For the next month or more, we’ll be highlighting remote learning opportunities from NH children’s book authors. First up, it’s story time! Join Terry Farish as she shares The Cat Who Liked Potato Soup and asks children to share their own ideas for stories.
In December, 2019, Teri Weidner passed away after a long battle with cancer. Among other things, Teri was a gifted illustrator. She illustrated over 20 books for children, gracing the pages of authors like Jan Karon and Margaret Wise Brown with her beautiful art. Teri was also encouraging to her fellow artists and even took up a position teaching at NHIA in more recent years.
We hope that with the start of the new year you’ll take the time to pick up a Teri Weidner picture book. Seek them out in bookstores and in libraries. Read them to your children, look closely at the pages. Remember and celebrate this wonderful artist who will be greatly missed.
Read more about Teri’s life and loves here.
We’re always elated when we spot a familiar face in PW’s Childrens Bookshelf Rights Report. Congrats to David Elliott on the sale of this wonderful new picture book manuscript, Red Big. Look for it in 2022!
If you follow Erin Bowman on Instagram or subscribe to her monthly newsletter, perhaps you’ve already seen this! We wanted to share the love for this magical cover for her upcoming, debut middle grade novel The Girl and the Witch’s Garden.
The official synopsis from publisher:
Mallory Estate is the last place twelve-year-old Piper Peavey wants to spend her summer vacation. The grounds are always cold, the garden out back is dead, a mysterious group of children call the property home, and there’s a rumor that Melena M. Mallory—the owner of the estate and Piper’s wealthy grandmother—is a witch.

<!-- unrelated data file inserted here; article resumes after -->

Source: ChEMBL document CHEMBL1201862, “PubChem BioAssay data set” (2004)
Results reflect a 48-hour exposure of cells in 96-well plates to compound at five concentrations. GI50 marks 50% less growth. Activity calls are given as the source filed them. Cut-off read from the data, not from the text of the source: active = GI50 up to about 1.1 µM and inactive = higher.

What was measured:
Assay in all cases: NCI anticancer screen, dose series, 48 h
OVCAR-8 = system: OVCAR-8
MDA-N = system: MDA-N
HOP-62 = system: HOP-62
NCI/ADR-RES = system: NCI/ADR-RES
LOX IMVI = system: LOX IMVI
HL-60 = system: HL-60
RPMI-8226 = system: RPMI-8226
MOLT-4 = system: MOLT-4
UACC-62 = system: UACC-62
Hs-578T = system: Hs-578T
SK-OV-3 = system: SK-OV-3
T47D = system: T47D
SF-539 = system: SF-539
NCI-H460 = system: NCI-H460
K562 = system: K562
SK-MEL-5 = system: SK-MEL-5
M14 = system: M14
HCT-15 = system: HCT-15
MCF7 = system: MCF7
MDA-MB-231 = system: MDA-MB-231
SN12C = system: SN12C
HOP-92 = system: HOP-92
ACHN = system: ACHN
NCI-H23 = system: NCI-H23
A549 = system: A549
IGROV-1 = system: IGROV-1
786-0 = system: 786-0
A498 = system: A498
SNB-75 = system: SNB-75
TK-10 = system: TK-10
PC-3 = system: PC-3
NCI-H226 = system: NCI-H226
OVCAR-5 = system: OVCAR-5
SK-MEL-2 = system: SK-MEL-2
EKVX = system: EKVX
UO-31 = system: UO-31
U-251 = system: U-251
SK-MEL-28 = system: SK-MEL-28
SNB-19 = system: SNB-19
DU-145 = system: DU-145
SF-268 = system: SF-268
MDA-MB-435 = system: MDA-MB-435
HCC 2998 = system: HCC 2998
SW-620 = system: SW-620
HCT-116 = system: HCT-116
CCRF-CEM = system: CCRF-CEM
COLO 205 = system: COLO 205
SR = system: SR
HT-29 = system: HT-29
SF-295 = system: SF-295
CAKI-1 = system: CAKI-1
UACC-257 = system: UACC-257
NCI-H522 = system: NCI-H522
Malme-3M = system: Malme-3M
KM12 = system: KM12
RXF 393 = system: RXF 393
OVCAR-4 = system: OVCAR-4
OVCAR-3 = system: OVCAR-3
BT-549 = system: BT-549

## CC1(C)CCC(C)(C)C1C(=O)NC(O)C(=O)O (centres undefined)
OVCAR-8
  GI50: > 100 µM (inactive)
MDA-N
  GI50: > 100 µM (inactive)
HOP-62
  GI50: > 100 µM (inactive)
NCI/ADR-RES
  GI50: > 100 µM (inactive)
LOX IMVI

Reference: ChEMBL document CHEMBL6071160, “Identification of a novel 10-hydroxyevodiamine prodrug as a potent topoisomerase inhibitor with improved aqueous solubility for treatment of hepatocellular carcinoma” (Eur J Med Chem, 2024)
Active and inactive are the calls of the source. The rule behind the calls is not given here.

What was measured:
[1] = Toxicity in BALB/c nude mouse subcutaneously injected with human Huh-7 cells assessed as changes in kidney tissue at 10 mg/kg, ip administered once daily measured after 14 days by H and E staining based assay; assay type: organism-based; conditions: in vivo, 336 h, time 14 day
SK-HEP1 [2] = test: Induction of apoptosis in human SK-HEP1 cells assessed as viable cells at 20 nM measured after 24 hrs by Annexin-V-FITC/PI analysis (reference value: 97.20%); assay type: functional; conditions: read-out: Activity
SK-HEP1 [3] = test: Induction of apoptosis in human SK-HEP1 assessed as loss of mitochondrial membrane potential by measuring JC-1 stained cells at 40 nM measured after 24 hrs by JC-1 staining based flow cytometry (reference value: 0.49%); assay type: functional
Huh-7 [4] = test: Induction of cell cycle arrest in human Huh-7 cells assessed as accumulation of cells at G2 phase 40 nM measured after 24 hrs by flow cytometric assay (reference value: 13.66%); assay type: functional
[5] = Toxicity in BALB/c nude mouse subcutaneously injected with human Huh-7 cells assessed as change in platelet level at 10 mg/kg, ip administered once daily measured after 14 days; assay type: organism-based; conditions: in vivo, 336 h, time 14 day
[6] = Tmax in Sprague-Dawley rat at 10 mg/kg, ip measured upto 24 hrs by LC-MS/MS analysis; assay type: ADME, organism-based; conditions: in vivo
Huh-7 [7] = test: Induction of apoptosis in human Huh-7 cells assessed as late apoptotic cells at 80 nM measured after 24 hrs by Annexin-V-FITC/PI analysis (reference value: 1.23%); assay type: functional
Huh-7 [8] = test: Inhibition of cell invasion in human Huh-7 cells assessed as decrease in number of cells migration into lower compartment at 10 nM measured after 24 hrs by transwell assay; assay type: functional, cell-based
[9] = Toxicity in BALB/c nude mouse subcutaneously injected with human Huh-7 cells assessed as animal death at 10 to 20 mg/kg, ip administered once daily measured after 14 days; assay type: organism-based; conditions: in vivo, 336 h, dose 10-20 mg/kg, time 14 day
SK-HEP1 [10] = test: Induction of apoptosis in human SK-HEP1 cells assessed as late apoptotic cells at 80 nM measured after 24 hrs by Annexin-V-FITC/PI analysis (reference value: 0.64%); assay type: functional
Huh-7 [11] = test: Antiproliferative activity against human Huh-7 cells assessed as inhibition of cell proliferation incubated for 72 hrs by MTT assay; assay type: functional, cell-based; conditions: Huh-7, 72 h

But when Piper’s father falls ill, Mallory Estate is exactly where she finds herself.
The grand house and its garden hold many secrets—some of which may even save her father—and Piper will need to believe in herself, her new friends, and magic if she wants to unlock them before it’s too late.
Doesn’t this sound absolutely magically middle grade? Expected release date is May 2020.
Welcome to Goodnight Bubbala by Sheryl Haft and illustrated by NHs own Jill Weber. Does this book have a familiar feel? That’s because it’s a lovely spin on Goodnight Moon, but instead of hushing and quiet, we are met with a lively Hannukah celebration. Bonus: This includes a recipe for Potato Latkes from Ina Garten herself. Sign me up!
Publishers Weekly gives it a wonderful write up in its Holiday Gift Guide.
Find Goodnight Bubbala wherever books are sold.
Join us in welcoming Same Way Ben, by Maryann Cocca-Leffler, into the world. Ben loves everything to be the same everyday, but when a substitute teacher arrives and shakes things up, Ben’s world gets turned upside down.
This warm picture book is perfect for young readers who are trying to acclimate to the new school year ….or any child who struggles with change.
The American Library in Paris Book Award celebrates books written and published in English about France or the French. We’re so elated to see Voices: The Final Hours of Joan of Arc by David Elliott on the short list. Read this lovely write up in the Concord Monitor to hear more about what David was up to when he got the call and keep an eye out in November for coverage of the final announcements!
Miranda and Maude are at it again in the latest of this charming chapter book series by Emma Wunsch. In this installment, the boys and girls of room 3B aren’t getting along, which ends up in lively tag, tug of war, stolen chicken, and donuts fill with…cheese. Ew!!
Early middle grade readers are likely to see some familiar antics and love the humor. Congrats, Emma!
September is busting with book birthdays! This month also welcomes Hawks Kettle Puffins Wheel: And Other Poems of Birds in Flight by Susan Vande Griek and illustrated by Mark Hoffmann.
This lovely book about birds introduces young readers to a variety of species as well as language surrounding bird behavior. A great pick for your nature lover, out there, and a great way to make nonfiction fun, literary and accessible.
Kirkus calls it a “fresh and original approach of the study of birds and words.” Find it at your favorite book store, today!